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Hardware

A Look into the Open Source Hardware Community

Filed under
Hardware
OSS

AS you may know, just few weeks ago OSHWA published the results from 2013 Open Hardware Community survey. You can find original datasheets and everything here. Despite raw data is good, I thought it was good to spend some time looking at the data trying to gather more insights, when possible, still keeping in mind that the survey samples a very limited and polarized (OSHWA centric) chunk of the community. But we need to start from something in a way.

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Embedded World: Silica dev boards run Linux

Filed under
Linux
Hardware

The first is the Hachiko development board for the Renesas RZ/A microcontroller, which is an ARM Cortex-A9-based MCU. This is positioned as a low end design board for applications such as door entry phones, barcode scanners and data communication modules.

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Pico scopes now run Linux

Filed under
Linux
Hardware

Users can save captures for offline analysis, share them with other PicoScope for Windows and PicoScope for Linux users, or export them in text, CSV and Mathworks MATLAB 4 formats. The only additional hardware needed is a USB oscilloscope.

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Linux-based NVR offers remote mobile access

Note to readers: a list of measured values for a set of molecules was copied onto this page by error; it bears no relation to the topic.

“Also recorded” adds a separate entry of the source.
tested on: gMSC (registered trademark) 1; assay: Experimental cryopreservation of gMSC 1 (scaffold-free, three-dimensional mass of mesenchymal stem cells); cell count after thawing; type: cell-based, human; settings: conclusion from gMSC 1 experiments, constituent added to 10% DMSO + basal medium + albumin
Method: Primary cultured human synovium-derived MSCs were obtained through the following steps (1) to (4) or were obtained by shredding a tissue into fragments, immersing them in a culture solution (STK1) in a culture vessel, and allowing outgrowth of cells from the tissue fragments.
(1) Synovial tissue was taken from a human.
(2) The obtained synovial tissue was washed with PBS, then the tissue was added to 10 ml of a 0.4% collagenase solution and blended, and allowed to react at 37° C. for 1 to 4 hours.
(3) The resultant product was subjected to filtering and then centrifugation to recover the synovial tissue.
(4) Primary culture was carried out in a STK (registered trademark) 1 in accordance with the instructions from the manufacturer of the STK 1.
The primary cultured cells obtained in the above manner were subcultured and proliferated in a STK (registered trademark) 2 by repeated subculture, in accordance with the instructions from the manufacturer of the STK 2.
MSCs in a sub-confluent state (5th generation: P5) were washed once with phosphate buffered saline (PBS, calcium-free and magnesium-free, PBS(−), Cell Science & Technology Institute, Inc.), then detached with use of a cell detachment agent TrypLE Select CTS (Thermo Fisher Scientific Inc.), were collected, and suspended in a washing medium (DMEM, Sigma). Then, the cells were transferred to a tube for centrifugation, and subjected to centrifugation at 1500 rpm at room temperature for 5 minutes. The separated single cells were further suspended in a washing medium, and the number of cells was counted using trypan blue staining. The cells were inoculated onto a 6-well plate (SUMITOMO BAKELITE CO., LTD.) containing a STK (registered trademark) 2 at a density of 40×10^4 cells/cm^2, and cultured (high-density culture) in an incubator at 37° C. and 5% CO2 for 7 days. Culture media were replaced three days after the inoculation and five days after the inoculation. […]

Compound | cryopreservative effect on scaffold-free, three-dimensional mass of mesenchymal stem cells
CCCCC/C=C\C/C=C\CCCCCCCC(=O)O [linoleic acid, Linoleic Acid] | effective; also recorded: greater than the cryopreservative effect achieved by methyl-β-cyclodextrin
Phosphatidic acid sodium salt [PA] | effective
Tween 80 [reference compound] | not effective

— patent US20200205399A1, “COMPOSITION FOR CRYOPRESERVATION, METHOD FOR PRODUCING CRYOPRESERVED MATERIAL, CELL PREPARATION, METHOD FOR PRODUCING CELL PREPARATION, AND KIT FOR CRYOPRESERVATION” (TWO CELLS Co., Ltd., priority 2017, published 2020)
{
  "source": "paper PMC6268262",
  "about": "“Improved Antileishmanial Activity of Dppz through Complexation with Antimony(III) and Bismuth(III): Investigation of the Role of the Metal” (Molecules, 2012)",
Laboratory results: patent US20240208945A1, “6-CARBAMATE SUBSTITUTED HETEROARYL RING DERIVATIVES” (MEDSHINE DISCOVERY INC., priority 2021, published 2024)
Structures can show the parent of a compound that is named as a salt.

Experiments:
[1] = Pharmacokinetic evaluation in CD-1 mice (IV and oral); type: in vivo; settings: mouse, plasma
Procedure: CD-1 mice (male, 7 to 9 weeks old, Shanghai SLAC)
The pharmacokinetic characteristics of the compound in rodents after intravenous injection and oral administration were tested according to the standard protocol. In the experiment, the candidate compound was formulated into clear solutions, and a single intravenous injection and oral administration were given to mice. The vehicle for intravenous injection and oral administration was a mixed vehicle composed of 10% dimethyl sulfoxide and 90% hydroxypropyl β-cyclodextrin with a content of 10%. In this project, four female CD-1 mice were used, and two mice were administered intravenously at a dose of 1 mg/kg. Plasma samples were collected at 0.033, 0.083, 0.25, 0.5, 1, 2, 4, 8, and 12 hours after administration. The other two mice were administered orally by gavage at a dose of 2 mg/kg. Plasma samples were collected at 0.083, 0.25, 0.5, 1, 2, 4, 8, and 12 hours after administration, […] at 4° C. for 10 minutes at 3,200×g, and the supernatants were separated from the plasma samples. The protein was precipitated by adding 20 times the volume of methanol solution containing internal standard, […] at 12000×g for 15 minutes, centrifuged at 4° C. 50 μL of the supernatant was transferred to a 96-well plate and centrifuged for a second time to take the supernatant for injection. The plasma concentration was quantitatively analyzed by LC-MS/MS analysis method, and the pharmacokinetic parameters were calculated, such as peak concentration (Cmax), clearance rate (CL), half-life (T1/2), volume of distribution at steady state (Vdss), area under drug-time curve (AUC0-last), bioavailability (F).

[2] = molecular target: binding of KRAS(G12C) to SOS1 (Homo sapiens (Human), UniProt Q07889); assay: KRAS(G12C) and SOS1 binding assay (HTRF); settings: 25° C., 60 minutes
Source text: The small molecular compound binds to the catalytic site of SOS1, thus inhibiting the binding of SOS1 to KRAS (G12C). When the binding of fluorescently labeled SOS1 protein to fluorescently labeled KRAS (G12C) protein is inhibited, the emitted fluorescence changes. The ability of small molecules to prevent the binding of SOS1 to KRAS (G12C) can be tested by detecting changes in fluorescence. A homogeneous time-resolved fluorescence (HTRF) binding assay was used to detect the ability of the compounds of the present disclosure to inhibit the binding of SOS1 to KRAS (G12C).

Filed under
Linux
Hardware

Planet unveiled a Linux-based, 16-channel network video recorder called the NVR-1620, with dual HDD bays, dual displays, and up to 2560 x 1920 resolution.

Taiwan-based Planet has a long track record of making networking and surveillance appliances. Its latest NVR-1620 network video recorder supports 16 IP video channels, and up to 16 devices can be networked for 256 total channels accessible via a central monitoring site. In addition, most mobile platforms, including Android, are supported for remote viewing.

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Raspberry Pi: giant hacks for a tiny board

Filed under
Linux
Hardware

Usually there are two ways to look forward to buy a Raspberry Pi: first, think about a strange thing to make, and then go to the website; or second, buy the Raspberry Pi board having no idea of what you are going to do with it. Usually, I buy things and only after that I go through the Internet in search of inspiration and creative use cases for my new toys. That was the case with my first Raspberry Pi board: everyone seems to be able to put together his tiny PC with some parts (monitor, mouse and so on), a CPU and a lightweight Linux distribution, but what can we do that is totally crazy, mind-blowing and problem-solving?

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Improvements to Bodhi's Chromebook Support

Filed under
Linux
Hardware

Just a quick update to let folks know about a few updates our special installers for Bodhi Linux on Chromebook hardware.

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Intel Bay Trail NUC Linux Performance Preview

Filed under
Linux
Hardware